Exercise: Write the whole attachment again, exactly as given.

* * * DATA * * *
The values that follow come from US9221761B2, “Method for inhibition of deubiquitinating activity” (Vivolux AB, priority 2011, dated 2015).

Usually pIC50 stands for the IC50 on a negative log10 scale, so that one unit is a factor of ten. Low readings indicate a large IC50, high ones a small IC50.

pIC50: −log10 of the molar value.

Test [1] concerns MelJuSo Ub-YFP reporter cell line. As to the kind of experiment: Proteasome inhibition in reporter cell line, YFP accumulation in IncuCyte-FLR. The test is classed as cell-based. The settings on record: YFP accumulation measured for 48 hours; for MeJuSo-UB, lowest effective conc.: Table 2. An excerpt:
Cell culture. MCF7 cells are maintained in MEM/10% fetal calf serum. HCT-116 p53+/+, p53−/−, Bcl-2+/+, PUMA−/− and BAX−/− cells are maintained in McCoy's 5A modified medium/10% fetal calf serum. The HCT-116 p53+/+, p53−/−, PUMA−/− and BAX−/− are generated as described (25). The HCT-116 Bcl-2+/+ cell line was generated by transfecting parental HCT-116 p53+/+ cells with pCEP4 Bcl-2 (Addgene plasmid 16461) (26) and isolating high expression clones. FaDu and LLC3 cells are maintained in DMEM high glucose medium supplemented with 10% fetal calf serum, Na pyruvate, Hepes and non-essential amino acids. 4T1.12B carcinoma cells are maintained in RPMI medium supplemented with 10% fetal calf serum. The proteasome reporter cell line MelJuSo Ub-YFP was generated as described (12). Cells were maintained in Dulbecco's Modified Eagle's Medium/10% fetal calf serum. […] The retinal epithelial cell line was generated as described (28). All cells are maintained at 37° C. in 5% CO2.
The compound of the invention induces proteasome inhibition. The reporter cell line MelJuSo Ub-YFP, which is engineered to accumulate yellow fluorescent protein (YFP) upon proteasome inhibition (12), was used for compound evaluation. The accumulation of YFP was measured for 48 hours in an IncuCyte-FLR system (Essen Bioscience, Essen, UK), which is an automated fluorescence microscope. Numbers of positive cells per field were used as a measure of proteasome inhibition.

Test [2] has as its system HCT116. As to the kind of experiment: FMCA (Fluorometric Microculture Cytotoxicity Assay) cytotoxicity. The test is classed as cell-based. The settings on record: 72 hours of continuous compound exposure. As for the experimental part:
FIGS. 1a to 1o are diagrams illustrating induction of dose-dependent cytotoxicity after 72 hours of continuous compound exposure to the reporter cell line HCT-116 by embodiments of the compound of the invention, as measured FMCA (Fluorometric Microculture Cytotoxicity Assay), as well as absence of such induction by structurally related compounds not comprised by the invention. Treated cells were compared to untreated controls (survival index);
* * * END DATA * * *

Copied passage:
The values that follow come from US9221761B2, “Method for inhibition of deubiquitinating activity” (Vivolux AB, priority 2011, dated 2015).

Usually pIC50 stands for the IC50 on a negative log10 scale, so that one unit is a factor of ten. Low readings indicate a large IC50, high ones a small IC50.

pIC50: −log10 of the molar value.

Test [1] concerns MelJuSo Ub-YFP reporter cell line. As to the kind of experiment: Proteasome inhibition in reporter cell line, YFP accumulation in IncuCyte-FLR. The test is classed as cell-based. The settings on record: YFP accumulation measured for 48 hours; for MeJuSo-UB, lowest effective conc.: Table 2. An excerpt:
Cell culture. MCF7 cells are maintained in MEM/10% fetal calf serum. HCT-116 p53+/+, p53−/−, Bcl-2+/+, PUMA−/− and BAX−/− cells are maintained in McCoy's 5A modified medium/10% fetal calf serum. The HCT-116 p53+/+, p53−/−, PUMA−/− and BAX−/− are generated as described (25). The HCT-116 Bcl-2+/+ cell line was generated by transfecting parental HCT-116 p53+/+ cells with pCEP4 Bcl-2 (Addgene plasmid 16461) (26) and isolating high expression clones. FaDu and LLC3 cells are maintained in DMEM high glucose medium supplemented with 10% fetal calf serum, Na pyruvate, Hepes and non-essential amino acids. 4T1.12B carcinoma cells are maintained in RPMI medium supplemented with 10% fetal calf serum. The proteasome reporter cell line MelJuSo Ub-YFP was generated as described (12). Cells were maintained in Dulbecco's Modified Eagle's Medium/10% fetal calf serum. […] The retinal epithelial cell line was generated as described (28). All cells are maintained at 37° C. in 5% CO2.
The compound of the invention induces proteasome inhibition. The reporter cell line MelJuSo Ub-YFP, which is engineered to accumulate yellow fluorescent protein (YFP) upon proteasome inhibition (12), was used for compound evaluation. The accumulation of YFP was measured for 48 hours in an IncuCyte-FLR system (Essen Bioscience, Essen, UK), which is an automated fluorescence microscope. Numbers of positive cells per field were used as a measure of proteasome inhibition.

Test [2] has as its system HCT116. As to the kind of experiment: FMCA (Fluorometric Microculture Cytotoxicity Assay) cytotoxicity. The test is classed as cell-based. The settings on record: 72 hours of continuous compound exposure. As for the experimental part:
FIGS. 1a to 1o are diagrams illustrating induction of dose-dependent cytotoxicity after 72 hours of continuous compound exposure to the reporter cell line HCT-116 by embodiments of the compound of the invention, as measured FMCA (Fluorometric Microculture Cytotoxicity Assay), as well as absence of such induction by structurally related compounds not comprised by the invention. Treated cells were compared to untreated controls (survival index);